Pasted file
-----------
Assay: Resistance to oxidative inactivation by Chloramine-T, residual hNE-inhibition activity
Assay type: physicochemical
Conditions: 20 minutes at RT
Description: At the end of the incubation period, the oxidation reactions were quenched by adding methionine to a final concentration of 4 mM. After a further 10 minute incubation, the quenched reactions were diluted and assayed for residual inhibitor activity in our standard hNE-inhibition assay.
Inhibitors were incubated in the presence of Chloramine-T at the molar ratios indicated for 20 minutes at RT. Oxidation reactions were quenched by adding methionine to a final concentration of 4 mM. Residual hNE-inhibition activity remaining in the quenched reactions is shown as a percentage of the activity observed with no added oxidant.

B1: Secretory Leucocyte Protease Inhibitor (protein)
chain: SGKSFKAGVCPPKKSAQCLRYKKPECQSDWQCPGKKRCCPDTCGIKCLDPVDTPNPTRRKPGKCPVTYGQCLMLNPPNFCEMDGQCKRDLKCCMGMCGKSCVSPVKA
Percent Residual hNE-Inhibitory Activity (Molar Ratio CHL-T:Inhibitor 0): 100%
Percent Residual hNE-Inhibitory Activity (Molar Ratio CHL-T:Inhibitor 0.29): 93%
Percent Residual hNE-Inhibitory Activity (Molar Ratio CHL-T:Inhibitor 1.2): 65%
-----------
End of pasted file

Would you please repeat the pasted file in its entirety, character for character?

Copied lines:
Assay: Resistance to oxidative inactivation by Chloramine-T, residual hNE-inhibition activity
Assay type: physicochemical
Conditions: 20 minutes at RT
Description: At the end of the incubation period, the oxidation reactions were quenched by adding methionine to a final concentration of 4 mM. After a further 10 minute incubation, the quenched reactions were diluted and assayed for residual inhibitor activity in our standard hNE-inhibition assay.
Inhibitors were incubated in the presence of Chloramine-T at the molar ratios indicated for 20 minutes at RT. Oxidation reactions were quenched by adding methionine to a final concentration of 4 mM. Residual hNE-inhibition activity remaining in the quenched reactions is shown as a percentage of the activity observed with no added oxidant.

B1: Secretory Leucocyte Protease Inhibitor (protein)
chain: SGKSFKAGVCPPKKSAQCLRYKKPECQSDWQCPGKKRCCPDTCGIKCLDPVDTPNPTRRKPGKCPVTYGQCLMLNPPNFCEMDGQCKRDLKCCMGMCGKSCVSPVKA
Percent Residual hNE-Inhibitory Activity (Molar Ratio CHL-T:Inhibitor 0): 100%
Percent Residual hNE-Inhibitory Activity (Molar Ratio CHL-T:Inhibitor 0.29): 93%
Percent Residual hNE-Inhibitory Activity (Molar Ratio CHL-T:Inhibitor 1.2): 65%